Once Salesforce has entered its projects into the LeanIX Enterprise Architecture Management (EAM) platform and color-coded them by BRICE score, it's time to begin filling out a LeanIX Fact Sheet for each project. Each project Fact Sheet has a customizable field for items including:
- Strategic objective
- Business owner
- Business capability
This allows projects to be analyzed on multiple dimensions and grouped according to any definable category. Salesforce is now empowered to visualize project data however they need to.
Alex explained that Salesforce began by using our out-of-the-box Fact Sheet template to log project information. However, over time, they refined and optimized the fields to their needs.
Rapidly, Salesforce learned how the LeanIX EAM works and adapted their workflows and processes to its best-practice example. This meant they could get the most out of the platform.
For example, within the LeanIX EAM, Salesforce created a customized categorization of projects by budget:
Small - under USD 2 million
Medium - USD 2-5 million
Large - USD 5-10 million
Extra large - over USD 10 million
In the system, this range is set up to show between one and four dollar sign icons for easy identification.
Alex also praised LeanIX' flexible fields, allowing them to hyperlink from the platform to their technical documentation and other sources. Collating a range of data points in one Fact Sheet makes the data scalable for any stakeholder to access at the depth they require.
How Salesforce Use LeanIX Dashboards To Support Strategic Decisions
It's one thing to supply a stream of raw data, even indexed and categorized, but it's quite another to offer real value. What stakeholders are looking for is the specific information they need in a simple, clear report.
In his presentation, Alex showed how Salesforce had moved on from the undefined data they initially entered into the LeanIX Enterprise Architecture Management (EAM) platform. They can now offer a series of streamlined reports that supply different stakeholders the exact data they need, to just the level of detail required.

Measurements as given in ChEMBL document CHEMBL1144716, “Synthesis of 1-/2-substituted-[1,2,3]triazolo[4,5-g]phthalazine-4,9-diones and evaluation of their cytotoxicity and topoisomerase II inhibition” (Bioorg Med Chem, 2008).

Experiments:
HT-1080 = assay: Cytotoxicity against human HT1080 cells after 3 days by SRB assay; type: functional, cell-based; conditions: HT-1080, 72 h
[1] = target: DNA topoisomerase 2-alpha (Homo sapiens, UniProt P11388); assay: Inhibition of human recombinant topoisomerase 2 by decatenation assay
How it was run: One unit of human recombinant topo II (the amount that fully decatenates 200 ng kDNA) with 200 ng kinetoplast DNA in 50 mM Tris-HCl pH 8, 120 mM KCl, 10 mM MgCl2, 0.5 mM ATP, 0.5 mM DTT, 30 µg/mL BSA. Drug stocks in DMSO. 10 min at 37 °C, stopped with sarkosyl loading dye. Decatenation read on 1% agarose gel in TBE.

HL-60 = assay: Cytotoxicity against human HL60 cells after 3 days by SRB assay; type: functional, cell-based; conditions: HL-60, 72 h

In the LeanIX EAM, we call this "Collections". Using this feature, you can categorize reports into groups depending on user needs and requirements, making it easy for any user to find relevant reports to support any need.
On the macro scale, Alex illustrated Salesforce's color-coded landscape report, covering its entire project portfolio. This can be viewed at a high level with costs and benefits clearly visible, but then each individual project be drilled-down into for more information.
Each project Fact Sheet in the landscape is linked to other Fact Sheets to show correlation, and heatmaps help define key strategic objectives and dependencies. This means projects can be visualized across business units in a standard format that is easily readable for all users.
Finally, Alex explained that Salesforce then export data from LeanIX into Salesforce Tableau. Tableau is an advanced visualization tool that can create even more advanced graphs for stakeholders.
We're always keen to point out that LeanIX isn't a Swiss Army Knife. It's a single tool within your kit and we work to make sure our platform integrates easily into your other applications and tools.
How LeanIX Allows Salesforce To Prioritize
To summarize, Alex ended his presentation by repeating the benefits of the LeanIX Enterprise Architecture Management (EAM) platform for Salesforce:
- Projects are mapped to strategic priorities, visualizing alignment
- BRICE, benefits and costs are built into reports, supporting assessment
- Relationships and additional metrics capture and visualize cross-department impacts
- Arbitrations are recorded in Fact Sheets and ranking updated to ensure visualizations remain current
Lastly, Alex explained that being a LeanIX customer has been a collaborative experience for Salesforce. Alex' team is constantly offering feedback on the LeanIX platform to help us improve and develop it to support best practice.
To find out more about how we work with our customers, read more success stories: